“The numbers don’t tally!” – a serial counting problem

Boy in shock

How many numbers are there from 7 to 26 (both inclusive)? How do you calculate your age?

Both solutions require you to count from one number to another. And if you’re quick-witted, you might have deduced that a subtraction shortens the process considerably. However, be careful of how you subtract.

For the first question, if you take 26 – 7, you get 19. But there are 20 numbers:

For the second question, you simply take the current year minus the year you were born in (let’s leave the exact months out of this). So I’m born in 1977, and as of this writing, it’s the year 2009, so I’m 2009 – 1977 = 32 years old. Which is correct. Wait, did I just tell you my age?

The army equipment

I’m going to relate to you an incident which happened when I was enlisted in the army. No it’s not a war story. It is, surprisingly, a counting problem.

I was a lowly private then, assigned to the store to help. On a particular day, the lance corporal I was helping was making sure of equipment stock. Basically ensuring that the stock number of a piece of equipment on paper, physically reflects the stock number of that piece of equipment in the store.

We took down all the (communications, I think) equipment down from the racks, and placed them neatly on the floor. Since the racks were now empty, we might as well clean them (army efficiency…). After that, the lance corporal and I started to count the equipment on hand.

It was a while later, and I was counting my part of the equipment, when the lance corporal swore. He was pacing, and gesticulating, and his face was contorting in expressions of worry I’ve never seen before.

“You ‘A’ level right? The numbers don’t tally! Tell me what’s wrong!” *

The lance corporal had counted the pieces of equipment. It tallied with what was recorded on paper. Then he sorted them by serial number (there was one on each piece of equipment). Then he matched them with the serial numbers recorded in the system. It was correct too.

And because the serial numbers were in increasing order, differing by 1, he did the subtraction trick. And found to his horror of horrors that it wasn’t the number he counted! Hence his panic.

Let’s say the serial numbers were:


The records said there were 20 pieces of this equipment on hand. But the subtraction gave him:
26 – 7 = 19!

What went wrong?

The problem was, the lance corporal didn’t count the equipment with serial number SERIAL0007.

The age problem

Let’s look at the age problem again. Say there’s a baby born in the year 2000. Which year would the baby be 1 year old? 2001. Which year would the baby be 5 years old? 2005.

How is the age calculated? Take the current year minus the birth year.

It works, because the birth year is not counted.

Back to the serial numbers

In the case of the serial numbers, each serial number had to be counted in.

Serial numbers SERIAL0007 and SERIAL0008 means there were 2 pieces of equipment, even though
8 – 7 = 1

Thus, the number of pieces of equipment for serial numbers SERIAL0007 through to SERIAL0026 should be 26 – 7 (+ 1) = 20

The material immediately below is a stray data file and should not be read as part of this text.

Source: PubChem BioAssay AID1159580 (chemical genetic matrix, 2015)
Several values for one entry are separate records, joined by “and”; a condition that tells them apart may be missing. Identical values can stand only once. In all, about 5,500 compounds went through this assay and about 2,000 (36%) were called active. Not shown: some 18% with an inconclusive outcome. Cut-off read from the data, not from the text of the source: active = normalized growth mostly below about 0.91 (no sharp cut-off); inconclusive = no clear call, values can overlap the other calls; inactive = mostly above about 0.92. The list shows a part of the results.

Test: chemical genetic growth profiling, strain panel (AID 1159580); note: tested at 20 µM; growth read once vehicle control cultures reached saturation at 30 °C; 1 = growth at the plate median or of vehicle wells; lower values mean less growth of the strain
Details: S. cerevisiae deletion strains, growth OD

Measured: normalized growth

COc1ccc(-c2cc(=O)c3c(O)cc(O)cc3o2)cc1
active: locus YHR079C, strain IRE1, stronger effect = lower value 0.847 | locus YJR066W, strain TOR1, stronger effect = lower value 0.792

A series of numbers is easy to count the number of its members. Just use subtraction.

Just be careful to note whether the start of the series have to be counted.

* In Singapore, ‘A’ level refers to the GCE ‘A’ levels, commonly taken by students at around 18 years old. If one passes this, one can proceed to the university (generally speaking). And in Singapore, having a degree means a lot.

And young men with an ‘A’ level certificate entering the army may sometimes be viewed or referred to with a slight derogatory attitude, albeit lighthearted and with a fun undertone. And with their status sometimes pronounced as “air level”.

[image by Izmabel]

  1. Eric

    This kind of counting problem can often be handled by reverting to the old “take away” concept that so many of us learned in our single digit years. What you should really be doing to count items in the inventory is to “take away” all the numbers that aren’t there; don’t take away the first number that is.

  2. Vincent Tan

    Ahh… so it’s 0026 – 0006 (the serial number that’s not there)

    Then again, due to improper (re)education, some of us forget how to count in our double digit years… 😉

  3. Steve

    In computer programming, this “0-based” versus “1-based” problem comes up often. For instance, in C, to define an int array with 10 elements, you use:

    int C[10]

    but the elements of C are C[0] (the 1st element), C[1] (the 2nd element), … C[9] (the 10th element.) It’s tempting to ask for the 10th element of C as C[10], but that’s off by one. In fact, that’s the title of the Wikipedia article about this issue:


  4. Vincent Tan

    That’s true. I remember reading a paper by a famous programmer. Donald Knuth? Bjarne Stroustrup?

    That person wrote a paper comparing the pros and cons of 0-indexing and 1-indexing, and finally concluded that 0-indexing is the most efficient or something.

    Maybe I read that from codinghorror.com or something…

  5. Will Dwinnell

    I’ve heard this referred to as a “fencepost error”, in reference to old questions like “A farmer wants to put up a 50 foot length of fence, with a fencepost every 10 feet. How many fenceposts will he need?” One natural response is to divide to get 5, but this of course neglects the very first fencepost.

  6. Vincent

    Will, the farmer might be exercising artistic creativity.

    “There should be 6 fenceposts! You left out one at that end!”
    “I wanted to express the concept of never-ending in my own way. So I deliberately left the end post out.”
    “Oh you’re just being cheap…”
    “If you say so…”

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